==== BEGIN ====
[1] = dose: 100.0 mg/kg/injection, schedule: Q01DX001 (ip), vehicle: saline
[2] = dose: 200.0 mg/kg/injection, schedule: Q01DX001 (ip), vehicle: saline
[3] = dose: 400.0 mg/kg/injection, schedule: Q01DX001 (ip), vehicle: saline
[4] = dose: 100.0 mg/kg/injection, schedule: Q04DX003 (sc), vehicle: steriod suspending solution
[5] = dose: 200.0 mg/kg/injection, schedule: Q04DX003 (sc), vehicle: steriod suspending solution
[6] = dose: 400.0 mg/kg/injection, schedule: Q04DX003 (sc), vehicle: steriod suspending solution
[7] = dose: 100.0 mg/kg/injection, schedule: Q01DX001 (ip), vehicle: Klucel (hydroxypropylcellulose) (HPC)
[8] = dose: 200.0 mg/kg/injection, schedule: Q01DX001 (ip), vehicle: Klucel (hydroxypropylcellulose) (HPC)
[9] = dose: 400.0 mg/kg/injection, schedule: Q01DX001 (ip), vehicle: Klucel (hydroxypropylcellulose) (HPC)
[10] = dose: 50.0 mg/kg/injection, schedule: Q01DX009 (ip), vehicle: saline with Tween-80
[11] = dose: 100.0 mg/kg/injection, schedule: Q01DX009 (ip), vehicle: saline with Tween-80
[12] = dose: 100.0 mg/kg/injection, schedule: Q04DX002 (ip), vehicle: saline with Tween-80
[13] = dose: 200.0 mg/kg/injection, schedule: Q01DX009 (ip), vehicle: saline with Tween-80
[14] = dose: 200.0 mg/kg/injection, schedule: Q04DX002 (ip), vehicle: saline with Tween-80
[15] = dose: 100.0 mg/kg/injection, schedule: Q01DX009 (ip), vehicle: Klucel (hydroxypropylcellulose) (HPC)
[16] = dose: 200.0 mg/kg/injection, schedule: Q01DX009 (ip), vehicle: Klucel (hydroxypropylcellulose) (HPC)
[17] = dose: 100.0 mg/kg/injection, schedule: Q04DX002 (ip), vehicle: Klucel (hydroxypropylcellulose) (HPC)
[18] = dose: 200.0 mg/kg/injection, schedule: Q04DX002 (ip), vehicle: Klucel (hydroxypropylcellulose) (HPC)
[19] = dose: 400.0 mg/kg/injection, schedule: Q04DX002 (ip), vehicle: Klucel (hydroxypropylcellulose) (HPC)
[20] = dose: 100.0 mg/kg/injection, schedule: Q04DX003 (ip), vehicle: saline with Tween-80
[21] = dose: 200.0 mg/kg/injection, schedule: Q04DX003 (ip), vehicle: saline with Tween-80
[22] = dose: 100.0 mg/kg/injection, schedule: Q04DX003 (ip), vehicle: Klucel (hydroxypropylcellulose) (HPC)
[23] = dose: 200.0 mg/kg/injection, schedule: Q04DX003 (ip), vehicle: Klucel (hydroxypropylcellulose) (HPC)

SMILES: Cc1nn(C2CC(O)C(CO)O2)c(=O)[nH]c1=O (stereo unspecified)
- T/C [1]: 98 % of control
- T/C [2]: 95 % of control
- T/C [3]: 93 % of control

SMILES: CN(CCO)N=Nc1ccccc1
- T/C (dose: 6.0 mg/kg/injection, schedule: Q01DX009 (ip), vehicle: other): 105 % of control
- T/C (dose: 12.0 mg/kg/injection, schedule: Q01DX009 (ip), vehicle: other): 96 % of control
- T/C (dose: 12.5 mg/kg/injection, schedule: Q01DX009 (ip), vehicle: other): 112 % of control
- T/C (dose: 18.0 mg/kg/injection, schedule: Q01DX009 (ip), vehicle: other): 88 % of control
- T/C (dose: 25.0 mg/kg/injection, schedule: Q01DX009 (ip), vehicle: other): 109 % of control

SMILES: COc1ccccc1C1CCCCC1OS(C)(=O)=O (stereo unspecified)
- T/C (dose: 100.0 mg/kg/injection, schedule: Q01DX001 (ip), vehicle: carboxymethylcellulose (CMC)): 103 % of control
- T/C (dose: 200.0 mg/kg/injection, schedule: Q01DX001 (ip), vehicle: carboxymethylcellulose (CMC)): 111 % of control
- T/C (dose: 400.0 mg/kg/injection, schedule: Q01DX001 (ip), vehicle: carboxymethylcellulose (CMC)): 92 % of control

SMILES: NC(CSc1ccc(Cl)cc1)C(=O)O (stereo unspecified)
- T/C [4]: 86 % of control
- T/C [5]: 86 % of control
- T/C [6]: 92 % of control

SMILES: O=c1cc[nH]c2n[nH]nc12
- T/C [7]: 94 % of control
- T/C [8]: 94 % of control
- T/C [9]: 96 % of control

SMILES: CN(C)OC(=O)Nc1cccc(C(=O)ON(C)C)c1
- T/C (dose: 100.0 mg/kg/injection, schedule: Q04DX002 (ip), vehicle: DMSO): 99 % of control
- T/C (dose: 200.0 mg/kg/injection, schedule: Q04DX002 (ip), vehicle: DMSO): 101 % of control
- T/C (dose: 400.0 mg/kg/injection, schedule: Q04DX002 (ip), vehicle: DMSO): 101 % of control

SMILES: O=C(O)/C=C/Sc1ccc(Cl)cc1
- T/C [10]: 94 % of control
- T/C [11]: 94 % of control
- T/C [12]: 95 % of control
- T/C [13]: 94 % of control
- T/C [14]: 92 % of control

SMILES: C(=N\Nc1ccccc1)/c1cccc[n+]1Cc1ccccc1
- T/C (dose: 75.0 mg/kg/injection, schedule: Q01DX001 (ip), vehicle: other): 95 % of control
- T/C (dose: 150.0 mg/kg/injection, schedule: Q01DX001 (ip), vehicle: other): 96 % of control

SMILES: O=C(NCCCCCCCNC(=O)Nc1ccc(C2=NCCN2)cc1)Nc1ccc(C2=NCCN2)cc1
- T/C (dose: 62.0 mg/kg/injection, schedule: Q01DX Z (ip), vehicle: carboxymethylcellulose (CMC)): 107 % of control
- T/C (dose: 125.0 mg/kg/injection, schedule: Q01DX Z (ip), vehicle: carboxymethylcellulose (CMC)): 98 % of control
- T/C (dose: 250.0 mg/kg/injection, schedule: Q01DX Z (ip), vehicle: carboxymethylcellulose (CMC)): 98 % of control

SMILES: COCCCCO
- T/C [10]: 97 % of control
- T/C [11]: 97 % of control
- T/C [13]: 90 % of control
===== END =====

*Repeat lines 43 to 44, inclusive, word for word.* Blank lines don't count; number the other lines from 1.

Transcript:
- T/C [7]: 94 % of control
- T/C [8]: 94 % of control